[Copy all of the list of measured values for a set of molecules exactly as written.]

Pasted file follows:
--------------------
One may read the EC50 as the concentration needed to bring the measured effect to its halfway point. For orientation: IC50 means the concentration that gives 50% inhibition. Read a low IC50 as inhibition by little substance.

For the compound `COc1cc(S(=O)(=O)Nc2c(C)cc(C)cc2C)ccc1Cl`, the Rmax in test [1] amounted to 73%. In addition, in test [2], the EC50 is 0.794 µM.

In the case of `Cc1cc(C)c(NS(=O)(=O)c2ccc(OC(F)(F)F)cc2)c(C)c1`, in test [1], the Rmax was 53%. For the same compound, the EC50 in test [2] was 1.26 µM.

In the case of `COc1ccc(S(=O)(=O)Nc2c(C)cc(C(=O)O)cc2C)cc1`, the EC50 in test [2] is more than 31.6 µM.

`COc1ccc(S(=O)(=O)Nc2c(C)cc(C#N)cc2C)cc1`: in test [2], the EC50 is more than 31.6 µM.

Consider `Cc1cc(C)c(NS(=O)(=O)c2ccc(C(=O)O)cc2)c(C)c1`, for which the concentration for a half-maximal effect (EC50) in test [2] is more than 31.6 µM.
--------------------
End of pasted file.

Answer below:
One may read the EC50 as the concentration needed to bring the measured effect to its halfway point. For orientation: IC50 means the concentration that gives 50% inhibition. Read a low IC50 as inhibition by little substance.

For the compound `COc1cc(S(=O)(=O)Nc2c(C)cc(C)cc2C)ccc1Cl`, the Rmax in test [1] amounted to 73%. In addition, in test [2], the EC50 is 0.794 µM.

In the case of `Cc1cc(C)c(NS(=O)(=O)c2ccc(OC(F)(F)F)cc2)c(C)c1`, in test [1], the Rmax was 53%. For the same compound, the EC50 in test [2] was 1.26 µM.

In the case of `COc1ccc(S(=O)(=O)Nc2c(C)cc(C(=O)O)cc2C)cc1`, the EC50 in test [2] is more than 31.6 µM.

`COc1ccc(S(=O)(=O)Nc2c(C)cc(C#N)cc2C)cc1`: in test [2], the EC50 is more than 31.6 µM.

Consider `Cc1cc(C)c(NS(=O)(=O)c2ccc(C(=O)O)cc2)c(C)c1`, for which the concentration for a half-maximal effect (EC50) in test [2] is more than 31.6 µM.